Bienvenido S. Oplas, Jr. is a Fellow of SEANET and President of Minimal Government Thinkers. Both are members of Economic Freedom Network (EFN) Asia.



On reducing distribution system loss

* This is my article in BusinessWorld last Wednesday.


When matter changes form, there are certain “system loss” that occur. Like a one-kilo dressed chicken becomes less than one-kilo once it is cooked into adobo or tinola. Or a one-kilo green mango or banana becomes lighter than a kilo when it transforms into ripe, yellow mango or banana after a few days.

When electricity is transported or transmitted from a power generation company (genco) some 100+ kilometers away to a private distribution utility (DU) or electric cooperative (EC), there is a transmission system loss. Thus, a 1,000-MW output from a genco may become only 980 MW when it reaches the DU or EC.

Then when electricity is distributed from a DU or EC to houses and offices, there is also a distribution system loss. This loss is divided into (a) Technical loss, inherent in the physical delivery of electric energy including conductor loss, transformer core loss, and technical error in meters, and (b) Nontechnical Loss, energy lost due to pilferage, meter reading errors, meter tampering, others not related to the physical characteristics and functions of the electric system.

o4a_060717The Philippines has a relatively high degree of transmission loss + distribution loss while Singapore, South Korea and Japan have low systems losses, based on World Bank data (see Table 1).

There are several attempts to limit or cap the distribution system loss that is passed on to the consumers. One from the Energy Regulatory Commission (ERC) draft “Rules for Setting the Distribution System Loss Cap and Establishing Performance Incentive Scheme for Distribution Efficiency,” and two from the Senate. Here is a summary of their provisions.



o4b_060717These three measures are problematic and Sen. Pacquiao’s bill is the worst because of its populist posturing, disallowing private DUs to charge any system loss while pampering the ECs to have their system loss. Check again Table 1 above, it shows that none of the advanced countries like Singapore and Japan have zero system loss.

Sen. Gatchalian’s bill is not as bad as Sen. Pacquiao’s but like the ERC draft Rules,it suffers from some populism too, pampering the ECs with higher loss cap compared to private DUs.

Giving differentiated loss cap is favoring the ECs while penalizing private DUs and this is wrong. If the real purpose of the proposed ERC regulation and Sen. Gatchalian’s bill is to protect the consumers from high system loss charge in their monthly electricity bill, then they should slap a uniform low cap for all players, whether private DUs or ECs.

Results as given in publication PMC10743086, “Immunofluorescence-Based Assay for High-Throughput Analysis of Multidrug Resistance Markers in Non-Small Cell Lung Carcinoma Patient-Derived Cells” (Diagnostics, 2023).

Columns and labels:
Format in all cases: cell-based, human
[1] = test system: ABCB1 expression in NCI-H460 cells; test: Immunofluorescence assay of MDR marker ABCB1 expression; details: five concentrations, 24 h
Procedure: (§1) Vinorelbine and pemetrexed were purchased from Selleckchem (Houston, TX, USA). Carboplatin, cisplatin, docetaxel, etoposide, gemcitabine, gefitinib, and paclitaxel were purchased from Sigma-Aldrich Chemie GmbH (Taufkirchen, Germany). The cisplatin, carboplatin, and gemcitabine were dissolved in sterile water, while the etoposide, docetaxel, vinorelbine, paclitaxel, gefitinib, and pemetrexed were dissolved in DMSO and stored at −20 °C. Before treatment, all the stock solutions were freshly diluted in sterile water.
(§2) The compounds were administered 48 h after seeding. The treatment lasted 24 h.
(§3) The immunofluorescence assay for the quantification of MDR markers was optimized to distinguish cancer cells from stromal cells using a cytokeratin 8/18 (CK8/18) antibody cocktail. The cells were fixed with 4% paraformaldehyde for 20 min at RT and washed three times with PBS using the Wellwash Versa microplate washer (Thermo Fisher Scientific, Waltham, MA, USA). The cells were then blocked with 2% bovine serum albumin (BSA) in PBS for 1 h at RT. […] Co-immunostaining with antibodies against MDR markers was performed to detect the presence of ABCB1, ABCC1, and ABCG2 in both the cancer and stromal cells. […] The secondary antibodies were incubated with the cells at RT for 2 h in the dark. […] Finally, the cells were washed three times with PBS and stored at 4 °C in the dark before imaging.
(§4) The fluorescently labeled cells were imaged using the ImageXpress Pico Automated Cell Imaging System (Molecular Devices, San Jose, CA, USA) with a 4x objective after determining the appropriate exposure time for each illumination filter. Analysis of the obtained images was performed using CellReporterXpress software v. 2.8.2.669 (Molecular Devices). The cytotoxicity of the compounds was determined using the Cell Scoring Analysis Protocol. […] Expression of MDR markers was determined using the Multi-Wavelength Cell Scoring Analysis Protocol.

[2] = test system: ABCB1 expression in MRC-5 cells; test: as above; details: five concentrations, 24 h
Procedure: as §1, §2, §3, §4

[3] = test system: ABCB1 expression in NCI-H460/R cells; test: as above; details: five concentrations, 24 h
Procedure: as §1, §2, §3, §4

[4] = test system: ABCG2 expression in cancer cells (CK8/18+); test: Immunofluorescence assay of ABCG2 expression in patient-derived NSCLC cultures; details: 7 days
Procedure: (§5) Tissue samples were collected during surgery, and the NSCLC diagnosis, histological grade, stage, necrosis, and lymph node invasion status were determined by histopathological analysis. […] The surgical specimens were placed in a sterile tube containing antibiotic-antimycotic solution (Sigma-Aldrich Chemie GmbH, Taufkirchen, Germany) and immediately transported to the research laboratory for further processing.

The rule of law is explicit in reminding people that the law applies equally to unequal players and people. Thus, a law against traffic counterflow should apply to all vehicles, from buses to cars, jeepneys, armored vans, tricycles and motorcycles. It should apply also to both private and public/government vehicles.

20170607e9125A law with penalty against non-rehabilitation of mined-out area should apply to all mining entities, whether big, medium, small and artisanal mining.

And a law or regulation on system loss cap should apply to all players, from big corporate DUs to medium or small electric cooperatives.

By slapping differentiated system loss cap, new government regulations will not be exactly protecting the consumers but more of protecting certain ECs so that their inefficient if not outright wasteful distribution system is rewarded with higher profit at the expenses of the consumers.

Ultimately, all ECs should be corporatized. They should be registered with and monitored by the Securities and Exchange Commission (SEC) and not by the National Electrification Administration because SEC has more transparent and realistic rules than NEA. But that will be another topic in the future.

For now, the rule of law, of not making exemptions and differentiation in the imposition of system loss cap, should prevail. And the loss cap that government has in mind should be realistic that DUs and ECs should not be burdened with additional high capital expenditures (CAPEX) and operating expenditures (OPEX) which ultimately will be passed to the consumers in the form of higher distribution charge.